Background: The World Health Organization mentions that bad air quality causes 7 million premature deaths in the world associated to lung and heart diseases. Air pollution also affects ecosystems. The sources of air pollution is related with local economy, overloaded motor vehicle traffic, bad planning in urban zones and fuel consumption. Local geographic conditions and climate contributes to maintain good air quality breathing and with dispersion and accumulation of air pollutants. Here, this is the first records to know air quality in Morelia City, Mexico. To show if the air quality is affording with local regulations. Finally, to establish control and risk communication assessment. Citizens do not considerate that bad air pollution is a threat. Methods: Air quality measures during 365 days was done in around 2 kilometers with TELEDYNE trade mark sensor tools for several pollutants and meteorological conditions, mainly, O3, NO2, SO2, CO, PM10µ, PM2.5µ. The data was revising with national law regulations on air quality. Results: Particulate matter <2.5µ were 62.4 µg/m³ and 86.7 µg/m³ in 24 hours in april and may of 2016 (threshold levels is 45µ/m3); particulate matter 10µ was above 75 µg/m³ with highest values 160.7 µg/m³ since march through august, november and december, respectively. Ozone measures were above 0.095 ppm/hour with 0.920 ppm/hour in march, may and december in 2016. NO2 and SO2 were below threshold levels. Conclusions: The highest air polluted months were march, april and may with particulate matter 10µ, 2.5µ; and ozone in this zone of Morelia and their sources are by overloaded car traffic and forest fires on the land side mountains near from Morelia. April and may were the hottest months than ever registered before from NASA, NOAA reports and our air quality station. Local authorities must send early warnings on air quality in media access.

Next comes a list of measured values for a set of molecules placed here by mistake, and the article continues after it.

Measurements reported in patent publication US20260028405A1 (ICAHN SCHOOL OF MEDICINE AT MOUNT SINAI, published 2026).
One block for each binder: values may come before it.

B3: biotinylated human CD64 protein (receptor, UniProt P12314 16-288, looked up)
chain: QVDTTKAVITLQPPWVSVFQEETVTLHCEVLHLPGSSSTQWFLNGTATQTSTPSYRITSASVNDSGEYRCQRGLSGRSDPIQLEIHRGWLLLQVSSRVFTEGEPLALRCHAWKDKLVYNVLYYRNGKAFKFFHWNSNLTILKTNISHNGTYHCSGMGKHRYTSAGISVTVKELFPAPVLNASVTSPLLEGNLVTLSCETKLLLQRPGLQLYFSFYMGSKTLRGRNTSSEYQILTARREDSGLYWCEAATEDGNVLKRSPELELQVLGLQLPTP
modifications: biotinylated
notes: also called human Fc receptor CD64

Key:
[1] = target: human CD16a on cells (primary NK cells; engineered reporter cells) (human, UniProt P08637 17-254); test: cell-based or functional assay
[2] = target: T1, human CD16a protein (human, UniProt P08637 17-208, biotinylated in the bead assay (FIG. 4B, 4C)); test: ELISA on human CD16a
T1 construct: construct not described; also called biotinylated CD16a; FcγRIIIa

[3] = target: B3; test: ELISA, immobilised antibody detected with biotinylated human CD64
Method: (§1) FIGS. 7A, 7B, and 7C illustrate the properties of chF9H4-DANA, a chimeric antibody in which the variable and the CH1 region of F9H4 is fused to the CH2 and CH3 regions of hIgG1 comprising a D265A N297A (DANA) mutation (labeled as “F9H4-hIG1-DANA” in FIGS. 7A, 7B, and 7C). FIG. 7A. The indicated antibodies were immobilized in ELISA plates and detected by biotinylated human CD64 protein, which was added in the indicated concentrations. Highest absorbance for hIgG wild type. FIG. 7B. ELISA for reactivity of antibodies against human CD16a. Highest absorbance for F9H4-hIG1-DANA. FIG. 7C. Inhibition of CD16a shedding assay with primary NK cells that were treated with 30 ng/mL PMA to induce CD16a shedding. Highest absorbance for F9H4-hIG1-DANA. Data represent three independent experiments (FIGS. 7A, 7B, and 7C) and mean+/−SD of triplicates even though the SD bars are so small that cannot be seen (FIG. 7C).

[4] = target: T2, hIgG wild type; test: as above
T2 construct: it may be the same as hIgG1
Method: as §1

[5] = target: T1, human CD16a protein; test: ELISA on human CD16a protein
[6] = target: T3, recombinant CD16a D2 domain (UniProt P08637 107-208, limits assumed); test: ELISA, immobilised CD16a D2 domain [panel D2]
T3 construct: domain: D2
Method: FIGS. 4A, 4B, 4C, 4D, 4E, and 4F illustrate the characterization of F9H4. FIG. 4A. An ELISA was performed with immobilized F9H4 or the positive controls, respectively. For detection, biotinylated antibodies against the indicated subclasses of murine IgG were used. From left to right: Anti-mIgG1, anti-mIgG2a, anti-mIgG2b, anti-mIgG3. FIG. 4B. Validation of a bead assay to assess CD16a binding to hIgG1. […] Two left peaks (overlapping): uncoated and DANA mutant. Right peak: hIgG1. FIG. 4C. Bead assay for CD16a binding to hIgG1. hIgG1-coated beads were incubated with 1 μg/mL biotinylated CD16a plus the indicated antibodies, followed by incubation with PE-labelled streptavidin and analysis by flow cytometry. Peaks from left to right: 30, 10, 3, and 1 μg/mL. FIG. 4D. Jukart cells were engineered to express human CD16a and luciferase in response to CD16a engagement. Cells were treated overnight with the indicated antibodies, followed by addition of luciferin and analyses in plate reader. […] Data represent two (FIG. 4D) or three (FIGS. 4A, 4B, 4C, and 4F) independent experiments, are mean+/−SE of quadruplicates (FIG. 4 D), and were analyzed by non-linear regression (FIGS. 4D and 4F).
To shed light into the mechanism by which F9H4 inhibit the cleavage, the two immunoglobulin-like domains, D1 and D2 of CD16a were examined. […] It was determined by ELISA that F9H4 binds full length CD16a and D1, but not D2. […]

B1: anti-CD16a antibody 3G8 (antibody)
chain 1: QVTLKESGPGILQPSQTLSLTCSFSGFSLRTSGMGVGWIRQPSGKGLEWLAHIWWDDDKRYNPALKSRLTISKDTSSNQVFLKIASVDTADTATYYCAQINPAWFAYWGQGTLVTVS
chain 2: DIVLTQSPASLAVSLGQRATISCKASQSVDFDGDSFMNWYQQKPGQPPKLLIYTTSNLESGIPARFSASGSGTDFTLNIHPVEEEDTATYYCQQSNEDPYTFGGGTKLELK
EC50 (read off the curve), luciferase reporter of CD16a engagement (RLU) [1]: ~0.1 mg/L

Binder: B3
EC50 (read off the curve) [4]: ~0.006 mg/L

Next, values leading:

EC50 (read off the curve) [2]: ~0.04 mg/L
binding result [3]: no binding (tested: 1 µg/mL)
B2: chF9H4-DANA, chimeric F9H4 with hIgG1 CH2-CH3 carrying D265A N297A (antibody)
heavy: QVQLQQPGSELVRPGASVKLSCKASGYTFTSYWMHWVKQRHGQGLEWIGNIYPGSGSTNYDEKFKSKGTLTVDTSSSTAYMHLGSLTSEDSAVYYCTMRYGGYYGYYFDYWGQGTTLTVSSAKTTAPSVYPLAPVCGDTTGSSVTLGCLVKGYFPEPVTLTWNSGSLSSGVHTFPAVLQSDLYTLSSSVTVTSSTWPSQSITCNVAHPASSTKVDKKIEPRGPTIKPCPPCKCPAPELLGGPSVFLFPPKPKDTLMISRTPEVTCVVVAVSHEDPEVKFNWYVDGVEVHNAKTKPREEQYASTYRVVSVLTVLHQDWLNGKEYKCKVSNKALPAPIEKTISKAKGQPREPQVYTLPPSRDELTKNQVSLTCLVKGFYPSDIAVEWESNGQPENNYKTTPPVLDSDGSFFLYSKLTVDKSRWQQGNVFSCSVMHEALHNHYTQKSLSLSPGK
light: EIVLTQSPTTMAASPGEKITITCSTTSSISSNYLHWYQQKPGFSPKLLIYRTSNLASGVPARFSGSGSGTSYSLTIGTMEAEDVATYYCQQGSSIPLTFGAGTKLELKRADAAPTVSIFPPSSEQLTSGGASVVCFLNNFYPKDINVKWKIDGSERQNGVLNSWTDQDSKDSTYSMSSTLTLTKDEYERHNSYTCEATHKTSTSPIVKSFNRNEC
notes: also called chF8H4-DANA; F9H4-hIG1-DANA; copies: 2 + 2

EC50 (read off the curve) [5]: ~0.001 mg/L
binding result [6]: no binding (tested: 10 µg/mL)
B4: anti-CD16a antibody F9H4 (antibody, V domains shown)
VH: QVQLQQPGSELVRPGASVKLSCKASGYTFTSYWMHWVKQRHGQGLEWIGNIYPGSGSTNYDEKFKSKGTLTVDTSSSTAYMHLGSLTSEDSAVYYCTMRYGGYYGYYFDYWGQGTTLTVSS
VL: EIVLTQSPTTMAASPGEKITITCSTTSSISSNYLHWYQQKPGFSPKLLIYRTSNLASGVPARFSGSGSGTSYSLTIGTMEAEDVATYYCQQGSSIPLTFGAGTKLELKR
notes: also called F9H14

Quantifying the Social Costs of Health Impacts from Urban Housing Developments

Authors: Alistair Hunt1, Eleanor Eaton1, Dan Black2
Author Affiliations: 1University of Bath; 2DB+A

Background
The link between the quality of urban environment and health has become better understood recently, but policy makers have lacked an effective method with which to assess the possible health impacts of a proposed development as part of an overall investment decision. Consequently, development design may be biased away from that which encourages healthy lifestyles. The study aim is to show how the social costs of these health impacts can be defined in monetary terms, using real-world commercial urban housing developments in the UK, and thereby demonstrating to decision-makers the hidden health costs to society of poor quality urban development. Evidence is gathered on health impacts associated with housing design, the natural environment, neighbourhood quality, green spaces, and transport, and the economic welfare costs calculated for subsequent incorporation in urban development investment appraisal.

Methods